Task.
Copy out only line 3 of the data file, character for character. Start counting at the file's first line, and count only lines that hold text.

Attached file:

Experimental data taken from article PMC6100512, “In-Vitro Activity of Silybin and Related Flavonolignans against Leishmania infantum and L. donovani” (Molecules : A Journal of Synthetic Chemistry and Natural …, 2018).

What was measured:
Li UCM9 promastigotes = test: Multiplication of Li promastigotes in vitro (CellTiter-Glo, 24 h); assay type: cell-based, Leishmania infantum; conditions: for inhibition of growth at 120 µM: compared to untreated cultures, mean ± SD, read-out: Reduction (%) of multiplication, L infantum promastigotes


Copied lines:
Li UCM9 promastigotes = test: Multiplication of Li promastigotes in vitro (CellTiter-Glo, 24 h); assay type: cell-based, Leishmania infantum; conditions: for inhibition of growth at 120 µM: compared to untreated cultures, mean ± SD, read-out: Reduction (%) of multiplication, L infantum promastigotes